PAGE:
Luta Livre

Master Roberto Leitao

Photo credit by BJJ Eastern Europe

November 29, 2018

I do not speak Portuguese, but in my opinion, it is the best-sounding language in the world.  Take for example the words, Luta Livre. Without evening knowing what they mean, let them roll off your tongue. And not to worry, many people, even those in the martial arts world, do not know the meaning of Luta Livre.


     Luta Livre means “free fighting,” specifically referring to the martial art developed by Euclydes “Tatu” Hatem in Rio de Janeiro during the 1920s. Mestre Tatu began practicing Catch wrestling when he was just 14 years old. By 1927, he had begun to teach his own style of fighting based on his experience in Catch wrestling and called it Luta Livre. Today there are two styles of Luta: Luta Livre esportiva and Vale Tudo. Esportiva resembles a Nogi BJJ match. Vale Tudo is anything goes fighting.

     Hastily setting aside our eagerness to make comparisons, Luta Livre has often been defined by its rivalry with Brazilian Jiu jitsu. Almost since before its inception, there were contests between the two fighting styles. Over the decades, this rivalry has grown with many well-documented contests, some available to watch online.

     There are interesting comparisons to note between Luta Livre and Brazilian Jiu jitsu. This should come as no surprise, because both arts are rooted in early 20th century Brazil. Both arts stress the importance of grappling on the ground due to its strong application during a street fight. Once on the ground, chokeholds and joint locks, including attacks to the joints of the legs, are employed to subdue one’s opponent.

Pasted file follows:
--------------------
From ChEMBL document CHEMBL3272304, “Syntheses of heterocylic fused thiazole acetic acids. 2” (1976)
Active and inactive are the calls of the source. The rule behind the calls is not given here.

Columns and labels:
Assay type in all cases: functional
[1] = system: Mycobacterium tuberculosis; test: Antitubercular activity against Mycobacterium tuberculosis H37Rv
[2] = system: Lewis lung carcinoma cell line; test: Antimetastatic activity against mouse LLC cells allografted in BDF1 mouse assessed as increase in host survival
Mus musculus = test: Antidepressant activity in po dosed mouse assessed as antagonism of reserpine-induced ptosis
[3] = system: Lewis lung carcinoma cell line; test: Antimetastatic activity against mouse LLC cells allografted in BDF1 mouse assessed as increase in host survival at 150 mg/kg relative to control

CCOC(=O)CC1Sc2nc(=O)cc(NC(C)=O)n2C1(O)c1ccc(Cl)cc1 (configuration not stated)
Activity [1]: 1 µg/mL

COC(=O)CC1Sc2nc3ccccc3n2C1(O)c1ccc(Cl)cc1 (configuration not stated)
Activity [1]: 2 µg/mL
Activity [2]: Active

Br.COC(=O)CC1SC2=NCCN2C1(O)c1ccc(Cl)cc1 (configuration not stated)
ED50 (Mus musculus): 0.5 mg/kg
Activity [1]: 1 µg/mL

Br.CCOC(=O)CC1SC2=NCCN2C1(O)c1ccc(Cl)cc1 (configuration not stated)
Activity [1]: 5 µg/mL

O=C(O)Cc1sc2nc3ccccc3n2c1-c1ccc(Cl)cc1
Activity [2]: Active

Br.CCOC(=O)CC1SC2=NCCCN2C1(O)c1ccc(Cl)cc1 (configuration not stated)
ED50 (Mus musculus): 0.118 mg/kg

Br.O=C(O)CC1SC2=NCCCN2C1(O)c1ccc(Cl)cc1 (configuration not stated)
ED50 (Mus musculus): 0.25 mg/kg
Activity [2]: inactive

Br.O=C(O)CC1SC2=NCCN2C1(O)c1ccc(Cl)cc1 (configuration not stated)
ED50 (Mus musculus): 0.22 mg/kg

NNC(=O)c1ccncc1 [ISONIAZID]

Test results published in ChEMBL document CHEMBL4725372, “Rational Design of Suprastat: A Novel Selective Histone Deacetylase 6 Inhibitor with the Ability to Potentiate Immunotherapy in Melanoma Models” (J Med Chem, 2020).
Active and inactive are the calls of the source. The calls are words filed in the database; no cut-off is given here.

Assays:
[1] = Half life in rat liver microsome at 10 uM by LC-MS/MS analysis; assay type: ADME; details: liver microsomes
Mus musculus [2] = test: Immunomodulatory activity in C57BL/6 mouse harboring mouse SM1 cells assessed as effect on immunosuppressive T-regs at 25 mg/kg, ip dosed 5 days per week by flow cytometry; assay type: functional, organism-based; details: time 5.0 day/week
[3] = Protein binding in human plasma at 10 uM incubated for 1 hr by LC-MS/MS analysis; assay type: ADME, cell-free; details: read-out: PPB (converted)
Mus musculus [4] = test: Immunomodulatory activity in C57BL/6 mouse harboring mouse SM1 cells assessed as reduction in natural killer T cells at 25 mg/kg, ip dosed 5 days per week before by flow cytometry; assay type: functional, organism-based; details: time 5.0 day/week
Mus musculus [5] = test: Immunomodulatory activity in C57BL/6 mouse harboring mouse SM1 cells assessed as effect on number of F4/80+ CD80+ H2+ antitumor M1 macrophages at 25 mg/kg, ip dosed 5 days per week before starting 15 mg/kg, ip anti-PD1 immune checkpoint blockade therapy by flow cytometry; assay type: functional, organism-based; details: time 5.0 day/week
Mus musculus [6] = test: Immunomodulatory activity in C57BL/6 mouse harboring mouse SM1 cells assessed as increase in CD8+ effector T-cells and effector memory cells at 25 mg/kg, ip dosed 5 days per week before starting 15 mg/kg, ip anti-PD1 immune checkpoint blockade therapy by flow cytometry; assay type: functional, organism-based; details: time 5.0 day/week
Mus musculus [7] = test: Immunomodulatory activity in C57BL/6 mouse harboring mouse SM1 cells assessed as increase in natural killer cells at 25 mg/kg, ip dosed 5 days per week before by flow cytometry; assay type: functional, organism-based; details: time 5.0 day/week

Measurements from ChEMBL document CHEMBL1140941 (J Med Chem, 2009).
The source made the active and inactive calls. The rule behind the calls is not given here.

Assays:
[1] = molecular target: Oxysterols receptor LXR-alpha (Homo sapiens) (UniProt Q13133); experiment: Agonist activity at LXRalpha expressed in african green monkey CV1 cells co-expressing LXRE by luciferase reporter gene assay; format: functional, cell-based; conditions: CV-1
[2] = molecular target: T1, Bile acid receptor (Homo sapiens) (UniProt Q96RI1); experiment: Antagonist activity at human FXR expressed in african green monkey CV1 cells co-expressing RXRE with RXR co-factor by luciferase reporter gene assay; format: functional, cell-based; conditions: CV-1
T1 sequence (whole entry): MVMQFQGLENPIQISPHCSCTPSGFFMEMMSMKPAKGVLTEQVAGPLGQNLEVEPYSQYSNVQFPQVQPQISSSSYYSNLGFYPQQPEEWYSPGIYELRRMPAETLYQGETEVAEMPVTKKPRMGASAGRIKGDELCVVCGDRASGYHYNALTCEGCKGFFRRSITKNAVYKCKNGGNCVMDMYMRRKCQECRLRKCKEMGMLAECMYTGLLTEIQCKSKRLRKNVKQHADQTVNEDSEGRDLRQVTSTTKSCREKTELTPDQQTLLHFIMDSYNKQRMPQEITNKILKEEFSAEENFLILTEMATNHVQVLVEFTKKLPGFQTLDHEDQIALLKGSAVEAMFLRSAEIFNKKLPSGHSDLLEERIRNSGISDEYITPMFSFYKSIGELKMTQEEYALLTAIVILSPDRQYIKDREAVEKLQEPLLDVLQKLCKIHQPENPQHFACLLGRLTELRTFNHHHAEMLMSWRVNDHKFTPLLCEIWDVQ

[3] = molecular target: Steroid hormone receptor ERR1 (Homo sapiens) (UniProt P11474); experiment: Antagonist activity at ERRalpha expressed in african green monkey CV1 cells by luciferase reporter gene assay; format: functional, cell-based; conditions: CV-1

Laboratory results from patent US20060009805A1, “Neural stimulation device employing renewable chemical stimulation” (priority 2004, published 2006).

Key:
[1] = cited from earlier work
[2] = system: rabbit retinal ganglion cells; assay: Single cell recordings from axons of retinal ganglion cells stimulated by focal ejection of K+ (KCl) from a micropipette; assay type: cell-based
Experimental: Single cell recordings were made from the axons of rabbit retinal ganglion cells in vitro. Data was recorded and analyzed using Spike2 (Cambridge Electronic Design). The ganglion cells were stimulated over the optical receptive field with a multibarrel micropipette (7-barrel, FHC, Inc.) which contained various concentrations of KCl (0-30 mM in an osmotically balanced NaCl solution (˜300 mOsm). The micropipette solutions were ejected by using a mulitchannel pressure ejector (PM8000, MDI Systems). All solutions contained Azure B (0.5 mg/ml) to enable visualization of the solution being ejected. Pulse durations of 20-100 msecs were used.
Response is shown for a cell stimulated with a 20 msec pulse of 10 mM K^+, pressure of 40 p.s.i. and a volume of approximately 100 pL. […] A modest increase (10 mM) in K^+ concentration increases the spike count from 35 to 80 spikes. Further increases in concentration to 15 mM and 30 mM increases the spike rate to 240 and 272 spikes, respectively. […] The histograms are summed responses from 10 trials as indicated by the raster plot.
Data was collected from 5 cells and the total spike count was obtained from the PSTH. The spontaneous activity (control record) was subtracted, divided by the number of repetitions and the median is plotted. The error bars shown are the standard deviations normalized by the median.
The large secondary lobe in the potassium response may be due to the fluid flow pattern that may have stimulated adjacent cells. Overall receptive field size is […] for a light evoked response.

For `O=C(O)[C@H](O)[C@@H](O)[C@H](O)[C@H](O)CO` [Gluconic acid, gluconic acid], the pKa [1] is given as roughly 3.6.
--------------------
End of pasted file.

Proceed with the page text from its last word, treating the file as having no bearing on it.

Luta fighters do not wear the gi. Much has been made of this, insinuating that Luta fighters were too poor to afford a gi. Consider instead the influence that Mitsuyo Maeda had on the pioneers of Brazilian Jiu jitsu. After all, Maeda wore a gi. Recall that the roots of Luta Livre are in Catch wrestling, a sport in which the gi is not worn.

     Comparisons between anything hide the sometimes unspoken question of, “Which one is better?” While it is natural and useful to compare, it is also potentially a trap to fall into thinking of Luta Livre in terms of its rivalry with Brazilian Jiu jitsu. If you are reading this, you are most certainly a fan of the grappling arts. Even more to the point, if you are reading this you are more than just a fan, you are a grappler. No matter if you prefer to train gi or nogi, or if you train grappling for MMA, you are assuredly a grappler. This is in stark contrast to fans of other sports.

     Just consider the number of football fans you know who have never taken the field. In many cases, the very existence of sports fandom lies in the rivalry between teams. Consider another contrast in the form of a question, “Are you, the reader, drawn to grappling because of your love of grappling rivalries or because of your love of grappling?”


Train and sustain.

Written by David Kipper